The ruling Minjoo Party lawmaker Yoo Seung-hee, who is a member of the Science, ICT, Broadcasting, & Communications Committee of the National Assembly, claimed on October 12 that South Korea wasted 36.9 billion won (US$33.2 million) in the U.S. state of Idaho since 2011 with spent nuclear fuels not allowed in the state where South Korea and the United States are conducting a joint research on pyroprocessing.
The purpose of the joint research project dubbed Joint Fuel Cycle Studies (JFCS) is to reduce the volume of spent nuclear fuels to one-20th. Each of South Korea and the United States is scheduled to spend 62.5 billion won (US$56.2 million) for 10 years from 2011 in the project. South Korea has paid 36.9 billion won (US$33.2 million) so far.
“Conducting research activities with spent nuclear fuels in Idaho, where no spent nuclear fuel is allowed, makes no sense at all,” said the lawmaker, adding that each of the South Korean researchers in the project wasted 300 million won a year and the project with a total cost of 689.1 billion won (US$620 million) is nothing but a fraud. She continued to say, “The 36.9 billion won (US$33 million) that has been spent so far is only for the interest of the United States and research activities that can be of help to South Korea will not be initiated until the latter half of 2018 according to the Ministry of Science & ICT’s plan.”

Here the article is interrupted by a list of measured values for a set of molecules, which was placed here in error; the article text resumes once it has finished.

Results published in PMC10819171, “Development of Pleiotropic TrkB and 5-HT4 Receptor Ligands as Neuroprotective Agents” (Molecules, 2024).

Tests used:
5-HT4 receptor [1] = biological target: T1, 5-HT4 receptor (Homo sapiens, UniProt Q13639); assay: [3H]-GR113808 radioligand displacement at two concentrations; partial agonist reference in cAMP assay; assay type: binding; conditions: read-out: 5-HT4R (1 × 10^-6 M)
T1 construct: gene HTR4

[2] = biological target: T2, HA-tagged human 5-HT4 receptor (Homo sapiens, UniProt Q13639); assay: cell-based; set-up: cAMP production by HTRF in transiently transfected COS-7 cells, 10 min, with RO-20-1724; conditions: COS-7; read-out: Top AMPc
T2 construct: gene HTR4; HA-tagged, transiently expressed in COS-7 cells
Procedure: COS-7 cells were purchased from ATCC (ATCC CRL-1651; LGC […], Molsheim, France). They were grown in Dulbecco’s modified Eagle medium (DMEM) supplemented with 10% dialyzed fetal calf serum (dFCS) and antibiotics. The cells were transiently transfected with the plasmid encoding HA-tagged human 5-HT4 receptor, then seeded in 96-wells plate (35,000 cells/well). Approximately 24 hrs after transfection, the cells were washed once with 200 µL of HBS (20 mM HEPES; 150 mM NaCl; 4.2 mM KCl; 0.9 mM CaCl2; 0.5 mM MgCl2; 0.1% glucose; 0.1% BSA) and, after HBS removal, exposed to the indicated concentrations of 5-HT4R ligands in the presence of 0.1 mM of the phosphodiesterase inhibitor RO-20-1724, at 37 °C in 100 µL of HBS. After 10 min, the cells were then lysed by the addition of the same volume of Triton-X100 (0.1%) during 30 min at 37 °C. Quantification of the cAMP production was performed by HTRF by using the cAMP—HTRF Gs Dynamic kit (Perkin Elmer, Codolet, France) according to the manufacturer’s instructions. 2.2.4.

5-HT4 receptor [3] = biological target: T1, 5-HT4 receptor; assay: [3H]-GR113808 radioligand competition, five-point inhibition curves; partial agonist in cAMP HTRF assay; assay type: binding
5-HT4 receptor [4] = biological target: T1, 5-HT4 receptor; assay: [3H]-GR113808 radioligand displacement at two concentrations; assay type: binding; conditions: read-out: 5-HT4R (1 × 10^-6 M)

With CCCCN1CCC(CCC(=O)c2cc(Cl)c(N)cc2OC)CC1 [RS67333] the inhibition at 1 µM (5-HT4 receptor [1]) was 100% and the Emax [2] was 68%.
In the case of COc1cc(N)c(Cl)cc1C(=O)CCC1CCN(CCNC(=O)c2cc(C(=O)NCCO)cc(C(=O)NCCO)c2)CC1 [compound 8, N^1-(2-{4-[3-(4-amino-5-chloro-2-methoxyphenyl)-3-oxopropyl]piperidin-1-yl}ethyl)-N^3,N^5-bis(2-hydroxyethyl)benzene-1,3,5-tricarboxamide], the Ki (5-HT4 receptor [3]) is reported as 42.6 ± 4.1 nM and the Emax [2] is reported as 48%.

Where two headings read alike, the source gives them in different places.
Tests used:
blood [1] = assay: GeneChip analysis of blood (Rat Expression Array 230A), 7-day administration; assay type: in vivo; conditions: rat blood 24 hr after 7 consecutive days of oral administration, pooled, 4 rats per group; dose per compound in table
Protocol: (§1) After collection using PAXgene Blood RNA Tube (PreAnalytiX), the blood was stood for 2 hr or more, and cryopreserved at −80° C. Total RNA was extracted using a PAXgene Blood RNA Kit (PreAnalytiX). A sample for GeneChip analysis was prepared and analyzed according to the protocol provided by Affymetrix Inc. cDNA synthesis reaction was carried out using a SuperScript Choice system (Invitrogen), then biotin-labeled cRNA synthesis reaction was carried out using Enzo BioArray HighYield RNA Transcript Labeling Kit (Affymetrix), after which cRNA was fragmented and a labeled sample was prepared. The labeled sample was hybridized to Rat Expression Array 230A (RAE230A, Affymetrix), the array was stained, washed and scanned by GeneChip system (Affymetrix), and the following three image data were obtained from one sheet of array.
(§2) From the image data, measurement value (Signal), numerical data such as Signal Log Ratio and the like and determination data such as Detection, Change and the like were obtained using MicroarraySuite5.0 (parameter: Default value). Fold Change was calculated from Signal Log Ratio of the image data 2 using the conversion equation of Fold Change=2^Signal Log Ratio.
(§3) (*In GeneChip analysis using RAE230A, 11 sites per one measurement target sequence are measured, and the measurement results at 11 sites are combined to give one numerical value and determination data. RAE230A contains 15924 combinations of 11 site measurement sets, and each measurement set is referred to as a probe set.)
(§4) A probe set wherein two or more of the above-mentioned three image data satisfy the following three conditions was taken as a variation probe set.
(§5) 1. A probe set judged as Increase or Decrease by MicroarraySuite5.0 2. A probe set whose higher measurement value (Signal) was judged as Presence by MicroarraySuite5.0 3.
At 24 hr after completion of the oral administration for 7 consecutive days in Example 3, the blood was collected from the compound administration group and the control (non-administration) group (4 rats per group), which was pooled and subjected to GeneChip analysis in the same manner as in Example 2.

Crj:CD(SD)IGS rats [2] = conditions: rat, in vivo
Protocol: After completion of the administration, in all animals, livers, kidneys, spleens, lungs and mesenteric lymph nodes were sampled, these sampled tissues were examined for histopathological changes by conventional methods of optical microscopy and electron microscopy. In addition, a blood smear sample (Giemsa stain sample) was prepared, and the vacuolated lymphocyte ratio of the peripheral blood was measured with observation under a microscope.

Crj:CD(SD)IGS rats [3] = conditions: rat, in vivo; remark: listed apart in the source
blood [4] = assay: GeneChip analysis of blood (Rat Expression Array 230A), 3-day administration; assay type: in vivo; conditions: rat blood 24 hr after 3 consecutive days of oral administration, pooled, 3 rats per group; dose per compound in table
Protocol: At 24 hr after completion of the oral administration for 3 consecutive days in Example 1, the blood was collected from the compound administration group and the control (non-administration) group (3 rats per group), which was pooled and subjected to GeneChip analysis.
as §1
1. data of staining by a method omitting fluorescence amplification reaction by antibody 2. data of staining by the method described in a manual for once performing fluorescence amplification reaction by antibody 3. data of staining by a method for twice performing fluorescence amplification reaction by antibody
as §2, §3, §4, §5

The ministry explained in response that it is currently recovering U/TRU by using 4 kilograms of mixed oxide nuclear fuel stored in the Idaho National Laboratory to obtain a metallic nuclear fuel and that the light water reactor spent nuclear fuel for the demonstration of the entire pyroprocessing process is scheduled to be carried into the laboratory in August next year.
At present, the ministry and the Korea Atomic Energy Research Institute (KAERI) are planning to draw out a conclusion on technical support for spent nuclear fuel reprocessing after gathering public opinions until the end of this year. If the pyroprocessing research is halted, the existing spent nuclear fuel and that to be produced in the future, which amount to 15,000 tons and 20,000 tons each, should be buried under the ground. According to the lawmaker, the total cost of the JFCS is estimated at 17 trillion won (US$15.3 billion) to 27 trillion won (US$24 billion), including a construction cost of 3.6 trillion won (US$3.2 billion) and those for land purchase, additional research activities, local government subsidies and post-construction operations.